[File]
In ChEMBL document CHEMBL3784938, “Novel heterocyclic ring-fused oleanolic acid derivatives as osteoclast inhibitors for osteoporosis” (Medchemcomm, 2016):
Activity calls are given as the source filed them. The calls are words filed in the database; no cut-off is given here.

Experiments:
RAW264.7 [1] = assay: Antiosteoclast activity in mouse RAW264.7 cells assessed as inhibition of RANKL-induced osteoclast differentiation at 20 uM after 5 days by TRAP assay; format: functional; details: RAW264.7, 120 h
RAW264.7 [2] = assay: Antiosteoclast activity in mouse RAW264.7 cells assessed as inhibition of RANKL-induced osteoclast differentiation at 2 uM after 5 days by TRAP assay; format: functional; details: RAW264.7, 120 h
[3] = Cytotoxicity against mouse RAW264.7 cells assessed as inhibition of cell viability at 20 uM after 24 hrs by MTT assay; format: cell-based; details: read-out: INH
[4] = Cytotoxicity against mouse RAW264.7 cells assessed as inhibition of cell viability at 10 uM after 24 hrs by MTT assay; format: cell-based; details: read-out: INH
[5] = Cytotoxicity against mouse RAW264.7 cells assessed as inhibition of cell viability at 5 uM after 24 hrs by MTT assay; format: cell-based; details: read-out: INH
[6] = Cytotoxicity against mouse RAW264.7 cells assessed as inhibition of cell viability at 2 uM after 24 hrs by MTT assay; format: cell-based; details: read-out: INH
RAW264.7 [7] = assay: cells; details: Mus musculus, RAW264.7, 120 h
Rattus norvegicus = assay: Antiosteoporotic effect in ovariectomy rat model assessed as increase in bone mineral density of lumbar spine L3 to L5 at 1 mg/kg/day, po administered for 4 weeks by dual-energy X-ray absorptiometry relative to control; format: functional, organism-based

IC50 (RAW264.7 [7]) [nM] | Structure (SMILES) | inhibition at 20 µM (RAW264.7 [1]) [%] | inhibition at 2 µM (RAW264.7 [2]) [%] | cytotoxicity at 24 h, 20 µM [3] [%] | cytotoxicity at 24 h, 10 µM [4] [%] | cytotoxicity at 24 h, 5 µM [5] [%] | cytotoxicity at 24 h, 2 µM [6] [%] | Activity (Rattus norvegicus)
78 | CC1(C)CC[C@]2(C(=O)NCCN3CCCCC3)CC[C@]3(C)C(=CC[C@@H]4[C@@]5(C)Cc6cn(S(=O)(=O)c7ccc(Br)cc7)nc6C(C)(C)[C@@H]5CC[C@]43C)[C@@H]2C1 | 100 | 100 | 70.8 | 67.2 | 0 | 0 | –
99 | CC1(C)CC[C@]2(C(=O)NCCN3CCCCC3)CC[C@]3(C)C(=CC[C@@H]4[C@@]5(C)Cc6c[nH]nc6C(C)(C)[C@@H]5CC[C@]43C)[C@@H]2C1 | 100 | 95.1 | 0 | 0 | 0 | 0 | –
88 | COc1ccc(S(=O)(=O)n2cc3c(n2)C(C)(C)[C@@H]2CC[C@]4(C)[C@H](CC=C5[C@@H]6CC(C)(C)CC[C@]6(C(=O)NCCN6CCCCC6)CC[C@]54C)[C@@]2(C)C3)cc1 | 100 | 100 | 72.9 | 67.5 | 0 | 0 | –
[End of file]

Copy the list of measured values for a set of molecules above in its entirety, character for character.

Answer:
In ChEMBL document CHEMBL3784938, “Novel heterocyclic ring-fused oleanolic acid derivatives as osteoclast inhibitors for osteoporosis” (Medchemcomm, 2016):
Activity calls are given as the source filed them. The calls are words filed in the database; no cut-off is given here.

Experiments:
RAW264.7 [1] = assay: Antiosteoclast activity in mouse RAW264.7 cells assessed as inhibition of RANKL-induced osteoclast differentiation at 20 uM after 5 days by TRAP assay; format: functional; details: RAW264.7, 120 h
RAW264.7 [2] = assay: Antiosteoclast activity in mouse RAW264.7 cells assessed as inhibition of RANKL-induced osteoclast differentiation at 2 uM after 5 days by TRAP assay; format: functional; details: RAW264.7, 120 h
[3] = Cytotoxicity against mouse RAW264.7 cells assessed as inhibition of cell viability at 20 uM after 24 hrs by MTT assay; format: cell-based; details: read-out: INH
[4] = Cytotoxicity against mouse RAW264.7 cells assessed as inhibition of cell viability at 10 uM after 24 hrs by MTT assay; format: cell-based; details: read-out: INH
[5] = Cytotoxicity against mouse RAW264.7 cells assessed as inhibition of cell viability at 5 uM after 24 hrs by MTT assay; format: cell-based; details: read-out: INH
[6] = Cytotoxicity against mouse RAW264.7 cells assessed as inhibition of cell viability at 2 uM after 24 hrs by MTT assay; format: cell-based; details: read-out: INH
RAW264.7 [7] = assay: cells; details: Mus musculus, RAW264.7, 120 h
Rattus norvegicus = assay: Antiosteoporotic effect in ovariectomy rat model assessed as increase in bone mineral density of lumbar spine L3 to L5 at 1 mg/kg/day, po administered for 4 weeks by dual-energy X-ray absorptiometry relative to control; format: functional, organism-based

IC50 (RAW264.7 [7]) [nM] | Structure (SMILES) | inhibition at 20 µM (RAW264.7 [1]) [%] | inhibition at 2 µM (RAW264.7 [2]) [%] | cytotoxicity at 24 h, 20 µM [3] [%] | cytotoxicity at 24 h, 10 µM [4] [%] | cytotoxicity at 24 h, 5 µM [5] [%] | cytotoxicity at 24 h, 2 µM [6] [%] | Activity (Rattus norvegicus)
78 | CC1(C)CC[C@]2(C(=O)NCCN3CCCCC3)CC[C@]3(C)C(=CC[C@@H]4[C@@]5(C)Cc6cn(S(=O)(=O)c7ccc(Br)cc7)nc6C(C)(C)[C@@H]5CC[C@]43C)[C@@H]2C1 | 100 | 100 | 70.8 | 67.2 | 0 | 0 | –
99 | CC1(C)CC[C@]2(C(=O)NCCN3CCCCC3)CC[C@]3(C)C(=CC[C@@H]4[C@@]5(C)Cc6c[nH]nc6C(C)(C)[C@@H]5CC[C@]43C)[C@@H]2C1 | 100 | 95.1 | 0 | 0 | 0 | 0 | –
88 | COc1ccc(S(=O)(=O)n2cc3c(n2)C(C)(C)[C@@H]2CC[C@]4(C)[C@H](CC=C5[C@@H]6CC(C)(C)CC[C@]6(C(=O)NCCN6CCCCC6)CC[C@]54C)[C@@]2(C)C3)cc1 | 100 | 100 | 72.9 | 67.5 | 0 | 0 | –